Monday, January 3, 2011

Overcoming a traumatic experience

Cameron was traumatized this weekend. No, it wasn’t breaking a femur or anything crazy like that. She just got sick and it touched off a traumatic experience that I need help from my readers to overcome.

On Friday Cameron woke up fussy and with a fever. I obeyed my mommy instincts and took her to the sick clinic when it opened, promptly at 8:30 AM. I love that her pediatric office does sick clinics! A 5 minute wait and we were lucky enough to be called back to meet with our regular pediatrician who was on duty. I explained that we had been around family who suffered from things like strep throat and bronchitis. Given we were going into a holiday weekend I wanted to get Cameron’s ears checked and have a test done for strep. Our doctor expressed skepticism that a not-even 2 year old could have strep but agreed to my request. The test wasn’t pleasant and DH was gagging in sympathy with Cameron. 10 minutes later we had our diagnosis: strep. The doctor was amazed and DH and I were thankful that we caught it early. We thought that after 3 days on antibiotics and pain meds Cameron would be well enough for daycare today. Sounds like a great plan, right? Oh, how wrong we were.

It started out OK. Aside from a phase in the 6-9 month stage Cameron has always taken her meds easily. I mean, they taste like candy so it shouldn’t be a problem! But for some reason the antibiotics didn’t kick in right away so I can only assume Cameron’s throat started hurting more and more. She took her meds no problem on Friday. Saturday I had to resort to bribing:
  • Yes, you can have your paci downstairs but only if you take your medicine first.
  • Yes, you can have your blankie downstairs but only if you take your medicine first.
You get the idea. Saturday night, however she refused everything. And, as you know, you can’t miss a dose of antibiotics. So DH and I rolled up our sleeves and forced Cameron to take the medicine, much as we did when she was younger: on her back, arms under our legs, head immobile, and squirt the medicine under the tongue to get her to swallow. It worked perfectly when she was a baby. Now she got so upset and cried so hard that she ended up aspirating and throwing up the medicine all over the floor, her blankie and lovie. (Side note: this is where “extras” come in handy for things like blankies and lovies. There was no time to do laundry before bed but Cameron never noticed a difference.)

Sunday morning found me in tears. Not just because of Cameron but also because I (as it turned out after 3 hours in the Minute Clinic waiting room) was suffering from a sinus infection. How the hell does DH avoid illnesses in our house?!? He must have a pact with the devil. We packed Cameron up and headed to the Sunday sick clinic hours at her pediatrician. This time we weren’t so lucky and it took us 90 minutes to get called back. After being gently lectured by an older male doctor about how to get Cameron to take her medicine (GRRRR…don’t you think we tried everything?) he acquiesced to a penicillin shot.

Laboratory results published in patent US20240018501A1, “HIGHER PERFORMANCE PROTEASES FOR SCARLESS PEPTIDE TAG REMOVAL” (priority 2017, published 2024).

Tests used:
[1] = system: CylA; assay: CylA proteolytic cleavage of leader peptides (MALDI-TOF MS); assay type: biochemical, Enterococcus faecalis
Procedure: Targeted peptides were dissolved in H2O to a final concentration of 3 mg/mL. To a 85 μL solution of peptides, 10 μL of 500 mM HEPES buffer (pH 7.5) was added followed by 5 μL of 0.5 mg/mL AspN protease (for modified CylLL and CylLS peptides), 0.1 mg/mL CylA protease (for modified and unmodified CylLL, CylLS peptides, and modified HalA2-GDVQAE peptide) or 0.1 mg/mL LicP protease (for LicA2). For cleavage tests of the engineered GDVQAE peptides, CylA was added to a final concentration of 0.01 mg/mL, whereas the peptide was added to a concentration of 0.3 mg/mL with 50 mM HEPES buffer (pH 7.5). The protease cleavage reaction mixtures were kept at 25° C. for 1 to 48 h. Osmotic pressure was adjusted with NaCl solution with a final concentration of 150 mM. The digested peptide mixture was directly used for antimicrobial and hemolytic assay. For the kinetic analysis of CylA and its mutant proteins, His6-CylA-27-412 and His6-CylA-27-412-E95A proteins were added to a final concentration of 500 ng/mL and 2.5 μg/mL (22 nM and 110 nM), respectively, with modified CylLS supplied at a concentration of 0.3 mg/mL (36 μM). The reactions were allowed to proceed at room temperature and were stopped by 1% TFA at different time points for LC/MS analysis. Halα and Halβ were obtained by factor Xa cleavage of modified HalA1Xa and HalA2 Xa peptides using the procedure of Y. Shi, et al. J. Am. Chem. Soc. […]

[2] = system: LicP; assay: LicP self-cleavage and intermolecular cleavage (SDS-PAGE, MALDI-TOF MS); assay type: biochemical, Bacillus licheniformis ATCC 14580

We were forced to give Cameron ibuprofen last night because she was still running a fever and couldn’t sleep. Same traumatic experience although she managed to keep most of the medicine down. Today we realize that she also has an open sore on her lip which is interfering with her ability to eat. What would make it better? Yup, medicine. We've been somewhat successful sneaking in Baby Orajel but other medicines are still a no-go. So, internet friends, help a parent out. How the heck to I overcome this over the next few days/weeks? How can I get Cameron back to taking medicine easily? Or have we scarred her for life?

PS - I do plan on bringing her to daycare tomorrow assuming we can push her some drugs first. It would do her good to get back into a routine after 4 days away and she isn't running a fever or contagious. It is DH's first day back after a 2 week vacation so I can't ask him to take another day off so I'll be working from home just in case we get the dreaded daycare keeps your fingers crossed for us!


LauraC said...

I will keep it honest. Some 1 year olds just don't like taking medicine. It doesn't taste good.

So we held the kids down and gave it to them. Have I told you the method we use? Sit on floor, lay kid in between your legs facing up. Pin down arms with your thighs, use a syringe to squirt into their mouth. If they don't swallow, pinch the nose and they will be forced to swallow.

As soon as they swallow, pick them up and cuddle them.

Bribing didn't work with my kids until they were 2.5 or so (much like time out). Now when asked "hard way or easy way" they always pick the easy way.

Stacey said...

Actually we use the same method...I think you suggested it before on a post from 1+ years ago. Glad to hear that that method didn't leave lasting scars on Nate and Alex!

Donna said...

I went through this with both of my boys. It was traumatic for me - but I think it is easily forgotten by them. One thing a nurse told me to do, if a child will not take an oral medicine mix it with chocolate syrup - yep, that is right straight chocolate. This sometimes worked for us. Another thing we did with DS2 when he was running a fever and happened to gag on the motrin and then would not take anymore - I went to the doctor and they suggested a suppository. Yuck right? Well I went to the pharmacy and there wasn't any for his age, but I talked to the pharmacists and for a child of 2 years old and pretty small for his age as far as weight was concerned - they told me to give half a children's suppository of tylenol. I did. And it worked. Now both boys take medicine fairly easily. Good luck! This age through until 4 years old is NOT easy.